December 18, 2003
"I learned that no matter how great the idea, without a clear and comprehensible manner of expressing it, it reaches no one and means nothing; it runs the risk of becoming non-sense." - Matt Miller ’04
Philosophy professor Cheryl Hughes’ editorship of Social Philosophy Today is an affirmation of her scholarship from colleagues in the field and a plus for the Wabash philosophy department’s reputation, but Hughes has also turned the job into a learning opportunity for Wabash students.
For the past three years, Hughes has employed Wabash philosophy majors as interns to help edit, proofread, and prepare the annual publication, which compiles selected papers from the International Social Philosophy Conference sponsored by the North American Society for Social Philosophy. Students are steeped in cutting edge peer-reviewed scholarship on an eclectic range of topics in social philosophy. The most recent volume, Truth and Objectivity in Social Ethics, includes titles such as "Freedom and the Role of the State: Libertarianism vs. Liberalism,"
"Science as a Paradigm in the Formation of Socio-Ethical Judgments," and "A Sense of Ecological Humanity."
"The students are already interested in philosophy and they are all good writers, but much of the material in these essays is new to them—social and political philosophy, comments on philosophers they haven’t read yet, application of philosophical methods to social problems like race. I think they are learning something simply by reading over the essays," Hughes says. "Before we make changes to the manuscript, we talk about their suggested corrections and they learn more about technical terms and philosophical traditions.
"I encourage the students to follow their interests," Hughes says. "If they read an essay about a philosopher or issue that interests them, I suggest they read that philosopher’s work, or study more about the issue."
Jon Warner ’03, now a student at Indiana University School of Law in Bloomington, believes that essays he edited for Hughes have a direct connection to the focus he’s found in his studies.
"Working with Professor Hughes broadened my interest in social philosophy outside of the little box we all create for ourselves," Warner says. "Several of the essays I helped edit focused on environmental issues, and today I am a member of the law school’s environmental society—the internship has proved enriching well beyond the work itself."
Matt Miller’s writing skills and confidence were enhanced by the internship.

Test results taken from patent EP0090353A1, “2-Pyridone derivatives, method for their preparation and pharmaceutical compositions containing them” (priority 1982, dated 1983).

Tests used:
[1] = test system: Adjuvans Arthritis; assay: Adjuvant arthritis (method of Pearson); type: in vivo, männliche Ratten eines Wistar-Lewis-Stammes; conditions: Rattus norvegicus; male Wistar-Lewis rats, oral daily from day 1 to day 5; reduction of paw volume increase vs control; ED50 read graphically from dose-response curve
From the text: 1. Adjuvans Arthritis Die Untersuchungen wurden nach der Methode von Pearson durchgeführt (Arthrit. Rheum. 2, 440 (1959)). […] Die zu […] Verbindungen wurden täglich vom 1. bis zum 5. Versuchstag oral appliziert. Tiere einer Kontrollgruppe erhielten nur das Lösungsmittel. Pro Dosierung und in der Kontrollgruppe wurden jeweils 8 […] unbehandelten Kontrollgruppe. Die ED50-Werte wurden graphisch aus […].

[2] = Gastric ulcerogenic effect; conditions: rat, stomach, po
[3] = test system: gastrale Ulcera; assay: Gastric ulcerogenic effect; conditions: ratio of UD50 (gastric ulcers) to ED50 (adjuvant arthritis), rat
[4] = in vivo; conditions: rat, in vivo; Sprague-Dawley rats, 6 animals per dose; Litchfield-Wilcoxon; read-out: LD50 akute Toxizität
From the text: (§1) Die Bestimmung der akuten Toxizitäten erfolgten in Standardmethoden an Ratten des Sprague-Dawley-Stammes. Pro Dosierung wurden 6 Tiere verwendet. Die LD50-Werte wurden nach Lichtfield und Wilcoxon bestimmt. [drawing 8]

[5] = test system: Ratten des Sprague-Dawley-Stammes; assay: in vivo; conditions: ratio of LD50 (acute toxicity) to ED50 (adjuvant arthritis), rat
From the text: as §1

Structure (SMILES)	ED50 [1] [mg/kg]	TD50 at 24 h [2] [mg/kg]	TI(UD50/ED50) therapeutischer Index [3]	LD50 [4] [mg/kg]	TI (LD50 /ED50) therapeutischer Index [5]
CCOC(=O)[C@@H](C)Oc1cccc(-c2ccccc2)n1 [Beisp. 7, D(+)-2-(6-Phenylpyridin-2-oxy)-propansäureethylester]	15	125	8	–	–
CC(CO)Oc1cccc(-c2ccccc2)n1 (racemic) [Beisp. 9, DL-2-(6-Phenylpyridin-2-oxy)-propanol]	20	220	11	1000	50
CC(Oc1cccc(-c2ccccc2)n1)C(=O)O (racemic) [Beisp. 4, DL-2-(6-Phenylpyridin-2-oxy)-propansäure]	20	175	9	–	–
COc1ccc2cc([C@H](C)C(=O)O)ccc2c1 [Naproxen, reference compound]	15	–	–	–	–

"I learned that in writing, the subtle mistakes can lose the meaning of an entire thought," Miller says. "I gained confidence in my own writing, and, after realizing how many mistakes the authors of these papers made, I find academic writing much less intimidating, if only because now I am better prepared.
"It also affirmed for me the importance of good writing—no matter how great the idea,
without a clear and comprehensible manner of expressing it, it reaches no one and means nothing; it runs the risk of becoming nonsense."
"These students are correcting the work of professional philosophers, professors, and graduate students, and that’s got to give them confidence," Hughes says. She wasn’t surprised to see Miller parley his summer internship into his current job as a tutor in the College’s writing center.
Warner believes his own editorial experience with the journal gave him a leg up in law school.
"In law school, writing well is a critical element to all that we do," Warner says. "With the experience I gained during the internship, I was able to enter comfortably into the law school’s summer-start program, and that allowed me to get a head start on more than two-thirds of my incoming first year classmates."
Students aren’t the only editors inspired by their work on the publication. Hughes will pass on the enriching but time-consuming job to a new editor next year, but the work may have a legacy for future Wabash students.
"One of the volumes we edited focused on environmental ethics, and I have thought about creating a new course that concentrating on that topic," Hughes says. " I know there are others on campus who teach about environmental issues, and it would be interesting to try to put together something interdisciplinary."
Contact Professor Hughes at: firstname.lastname@example.org